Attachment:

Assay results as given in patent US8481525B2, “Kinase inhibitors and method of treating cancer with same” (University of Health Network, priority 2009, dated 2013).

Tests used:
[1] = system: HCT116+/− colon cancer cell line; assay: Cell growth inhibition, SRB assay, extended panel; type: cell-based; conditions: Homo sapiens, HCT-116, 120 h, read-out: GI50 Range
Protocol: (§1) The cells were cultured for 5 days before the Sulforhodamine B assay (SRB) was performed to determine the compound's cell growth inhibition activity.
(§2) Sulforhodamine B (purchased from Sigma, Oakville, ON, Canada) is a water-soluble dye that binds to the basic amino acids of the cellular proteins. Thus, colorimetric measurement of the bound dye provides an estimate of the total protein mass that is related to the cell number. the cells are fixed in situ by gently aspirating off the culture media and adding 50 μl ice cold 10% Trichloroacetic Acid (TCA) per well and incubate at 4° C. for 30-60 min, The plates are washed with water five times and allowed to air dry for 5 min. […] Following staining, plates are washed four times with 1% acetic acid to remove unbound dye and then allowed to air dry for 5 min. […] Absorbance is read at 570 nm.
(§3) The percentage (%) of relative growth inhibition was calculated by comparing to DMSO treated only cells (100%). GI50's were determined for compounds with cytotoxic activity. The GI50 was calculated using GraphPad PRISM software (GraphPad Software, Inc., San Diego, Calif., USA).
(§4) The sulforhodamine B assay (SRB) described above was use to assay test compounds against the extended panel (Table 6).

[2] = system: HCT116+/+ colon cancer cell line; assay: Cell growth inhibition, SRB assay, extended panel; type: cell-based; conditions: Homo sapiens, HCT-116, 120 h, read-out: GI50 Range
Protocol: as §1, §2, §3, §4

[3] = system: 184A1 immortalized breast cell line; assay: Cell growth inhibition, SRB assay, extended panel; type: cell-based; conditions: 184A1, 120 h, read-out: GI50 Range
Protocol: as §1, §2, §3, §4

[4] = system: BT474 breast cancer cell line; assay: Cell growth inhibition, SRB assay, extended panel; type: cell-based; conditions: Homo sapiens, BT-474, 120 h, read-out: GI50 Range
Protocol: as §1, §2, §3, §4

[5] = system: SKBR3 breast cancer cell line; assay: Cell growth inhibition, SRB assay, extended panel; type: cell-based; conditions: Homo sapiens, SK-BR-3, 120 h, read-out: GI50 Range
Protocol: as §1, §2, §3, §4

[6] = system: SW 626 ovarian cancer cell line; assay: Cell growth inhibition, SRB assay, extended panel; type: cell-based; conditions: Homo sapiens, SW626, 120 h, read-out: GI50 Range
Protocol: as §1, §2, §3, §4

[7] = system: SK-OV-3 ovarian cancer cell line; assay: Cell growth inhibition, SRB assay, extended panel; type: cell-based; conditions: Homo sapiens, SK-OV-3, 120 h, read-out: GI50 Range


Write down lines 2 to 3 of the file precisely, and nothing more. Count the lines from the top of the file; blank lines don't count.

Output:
Tests used:
[1] = system: HCT116+/− colon cancer cell line; assay: Cell growth inhibition, SRB assay, extended panel; type: cell-based; conditions: Homo sapiens, HCT-116, 120 h, read-out: GI50 Range